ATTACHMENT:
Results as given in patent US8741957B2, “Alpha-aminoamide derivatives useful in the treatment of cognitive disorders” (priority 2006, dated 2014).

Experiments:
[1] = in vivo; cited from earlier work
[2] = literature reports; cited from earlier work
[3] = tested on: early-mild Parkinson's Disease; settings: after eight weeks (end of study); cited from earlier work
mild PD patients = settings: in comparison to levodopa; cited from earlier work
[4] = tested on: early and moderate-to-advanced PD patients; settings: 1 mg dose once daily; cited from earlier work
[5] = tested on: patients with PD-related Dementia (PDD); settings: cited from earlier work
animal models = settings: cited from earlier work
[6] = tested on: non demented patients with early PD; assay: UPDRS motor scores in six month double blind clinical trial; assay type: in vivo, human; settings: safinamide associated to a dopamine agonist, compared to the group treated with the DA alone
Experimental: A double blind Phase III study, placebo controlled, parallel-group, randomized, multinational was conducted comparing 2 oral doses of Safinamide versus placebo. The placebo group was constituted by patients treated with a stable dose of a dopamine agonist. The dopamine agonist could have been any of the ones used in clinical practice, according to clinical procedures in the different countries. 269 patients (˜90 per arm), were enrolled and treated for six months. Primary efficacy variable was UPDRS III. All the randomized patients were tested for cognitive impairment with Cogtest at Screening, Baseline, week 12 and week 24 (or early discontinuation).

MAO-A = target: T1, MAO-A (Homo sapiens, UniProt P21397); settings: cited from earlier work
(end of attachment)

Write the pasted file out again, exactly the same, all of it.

Results as given in patent US8741957B2, “Alpha-aminoamide derivatives useful in the treatment of cognitive disorders” (priority 2006, dated 2014).

Experiments:
[1] = in vivo; cited from earlier work
[2] = literature reports; cited from earlier work
[3] = tested on: early-mild Parkinson's Disease; settings: after eight weeks (end of study); cited from earlier work
mild PD patients = settings: in comparison to levodopa; cited from earlier work
[4] = tested on: early and moderate-to-advanced PD patients; settings: 1 mg dose once daily; cited from earlier work
[5] = tested on: patients with PD-related Dementia (PDD); settings: cited from earlier work
animal models = settings: cited from earlier work
[6] = tested on: non demented patients with early PD; assay: UPDRS motor scores in six month double blind clinical trial; assay type: in vivo, human; settings: safinamide associated to a dopamine agonist, compared to the group treated with the DA alone
Experimental: A double blind Phase III study, placebo controlled, parallel-group, randomized, multinational was conducted comparing 2 oral doses of Safinamide versus placebo. The placebo group was constituted by patients treated with a stable dose of a dopamine agonist. The dopamine agonist could have been any of the ones used in clinical practice, according to clinical procedures in the different countries. 269 patients (˜90 per arm), were enrolled and treated for six months. Primary efficacy variable was UPDRS III. All the randomized patients were tested for cognitive impairment with Cogtest at Screening, Baseline, week 12 and week 24 (or early discontinuation).

MAO-A = target: T1, MAO-A (Homo sapiens, UniProt P21397); settings: cited from earlier work